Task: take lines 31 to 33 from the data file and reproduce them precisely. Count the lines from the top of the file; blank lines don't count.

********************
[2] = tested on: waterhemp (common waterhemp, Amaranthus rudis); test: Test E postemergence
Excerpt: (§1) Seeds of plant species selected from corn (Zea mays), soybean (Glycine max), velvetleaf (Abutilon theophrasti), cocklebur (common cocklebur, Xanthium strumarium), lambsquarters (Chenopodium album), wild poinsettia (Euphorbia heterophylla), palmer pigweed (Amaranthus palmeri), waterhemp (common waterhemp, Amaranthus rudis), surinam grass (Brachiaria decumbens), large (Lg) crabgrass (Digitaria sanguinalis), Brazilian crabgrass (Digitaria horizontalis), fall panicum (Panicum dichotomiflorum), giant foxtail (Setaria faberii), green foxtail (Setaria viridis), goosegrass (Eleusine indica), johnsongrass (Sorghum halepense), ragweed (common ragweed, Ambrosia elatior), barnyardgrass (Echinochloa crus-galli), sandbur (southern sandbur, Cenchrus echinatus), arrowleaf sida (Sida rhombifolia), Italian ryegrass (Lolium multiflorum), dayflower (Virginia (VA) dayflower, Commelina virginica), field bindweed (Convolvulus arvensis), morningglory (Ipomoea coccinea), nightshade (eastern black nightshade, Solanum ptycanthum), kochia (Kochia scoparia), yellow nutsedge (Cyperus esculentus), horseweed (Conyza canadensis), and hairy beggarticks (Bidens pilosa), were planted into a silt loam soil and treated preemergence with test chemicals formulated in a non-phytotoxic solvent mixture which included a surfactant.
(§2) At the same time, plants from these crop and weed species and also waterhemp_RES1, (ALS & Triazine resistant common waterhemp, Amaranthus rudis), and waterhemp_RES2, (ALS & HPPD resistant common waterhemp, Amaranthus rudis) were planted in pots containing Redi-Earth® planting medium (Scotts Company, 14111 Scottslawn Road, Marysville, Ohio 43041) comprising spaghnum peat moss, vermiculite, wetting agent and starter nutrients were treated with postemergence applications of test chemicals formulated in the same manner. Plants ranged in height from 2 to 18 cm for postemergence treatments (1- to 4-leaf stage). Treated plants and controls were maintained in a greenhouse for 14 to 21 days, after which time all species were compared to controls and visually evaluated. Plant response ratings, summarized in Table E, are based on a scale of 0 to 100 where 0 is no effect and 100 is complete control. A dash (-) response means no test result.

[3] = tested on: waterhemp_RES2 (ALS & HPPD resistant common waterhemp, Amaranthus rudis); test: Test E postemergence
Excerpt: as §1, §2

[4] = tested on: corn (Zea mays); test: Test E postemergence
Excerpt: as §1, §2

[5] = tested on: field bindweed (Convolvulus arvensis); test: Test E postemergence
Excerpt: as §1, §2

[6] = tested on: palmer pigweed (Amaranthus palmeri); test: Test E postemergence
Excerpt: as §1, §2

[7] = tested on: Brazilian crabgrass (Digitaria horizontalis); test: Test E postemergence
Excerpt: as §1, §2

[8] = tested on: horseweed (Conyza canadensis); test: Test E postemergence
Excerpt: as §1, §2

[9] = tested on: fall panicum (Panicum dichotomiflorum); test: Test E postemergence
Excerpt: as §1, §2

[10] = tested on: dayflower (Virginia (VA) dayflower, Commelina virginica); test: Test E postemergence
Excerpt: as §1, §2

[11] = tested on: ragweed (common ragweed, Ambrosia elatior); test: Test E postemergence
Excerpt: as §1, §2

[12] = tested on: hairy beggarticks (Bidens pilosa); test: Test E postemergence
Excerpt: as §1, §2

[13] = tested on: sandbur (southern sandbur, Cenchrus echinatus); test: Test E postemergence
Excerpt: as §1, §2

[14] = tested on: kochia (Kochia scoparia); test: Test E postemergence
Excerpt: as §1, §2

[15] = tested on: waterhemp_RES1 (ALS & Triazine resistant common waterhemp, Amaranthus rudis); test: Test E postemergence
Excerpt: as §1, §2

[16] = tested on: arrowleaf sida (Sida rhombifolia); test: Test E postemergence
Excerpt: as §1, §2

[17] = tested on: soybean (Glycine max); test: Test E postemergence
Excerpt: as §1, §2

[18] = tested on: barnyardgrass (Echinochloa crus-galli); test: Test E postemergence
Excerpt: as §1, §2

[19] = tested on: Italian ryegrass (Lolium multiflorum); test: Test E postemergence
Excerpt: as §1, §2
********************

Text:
Excerpt: as §1, §2

[17] = tested on: soybean (Glycine max); test: Test E postemergence
Excerpt: as §1, §2